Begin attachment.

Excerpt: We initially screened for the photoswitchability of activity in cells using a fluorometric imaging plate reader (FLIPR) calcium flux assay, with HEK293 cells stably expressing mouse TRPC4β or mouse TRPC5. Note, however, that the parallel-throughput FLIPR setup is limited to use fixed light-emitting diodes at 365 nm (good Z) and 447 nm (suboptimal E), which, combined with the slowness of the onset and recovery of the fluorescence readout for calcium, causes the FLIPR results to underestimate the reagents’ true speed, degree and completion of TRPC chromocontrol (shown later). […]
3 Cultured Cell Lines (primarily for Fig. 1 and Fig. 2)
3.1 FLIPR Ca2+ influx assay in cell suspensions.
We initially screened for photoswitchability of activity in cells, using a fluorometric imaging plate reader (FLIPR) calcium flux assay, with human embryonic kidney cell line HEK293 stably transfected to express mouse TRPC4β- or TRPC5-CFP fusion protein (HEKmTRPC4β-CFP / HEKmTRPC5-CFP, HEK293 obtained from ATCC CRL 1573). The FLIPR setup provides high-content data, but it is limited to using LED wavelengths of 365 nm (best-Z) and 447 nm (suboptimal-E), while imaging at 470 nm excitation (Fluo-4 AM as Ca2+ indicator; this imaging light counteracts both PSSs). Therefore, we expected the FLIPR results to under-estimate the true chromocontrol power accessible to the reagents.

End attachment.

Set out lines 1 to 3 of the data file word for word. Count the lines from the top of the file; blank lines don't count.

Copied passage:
Excerpt: We initially screened for the photoswitchability of activity in cells using a fluorometric imaging plate reader (FLIPR) calcium flux assay, with HEK293 cells stably expressing mouse TRPC4β or mouse TRPC5. Note, however, that the parallel-throughput FLIPR setup is limited to use fixed light-emitting diodes at 365 nm (good Z) and 447 nm (suboptimal E), which, combined with the slowness of the onset and recovery of the fluorescence readout for calcium, causes the FLIPR results to underestimate the reagents’ true speed, degree and completion of TRPC chromocontrol (shown later). […]
3 Cultured Cell Lines (primarily for Fig. 1 and Fig. 2)
3.1 FLIPR Ca2+ influx assay in cell suspensions.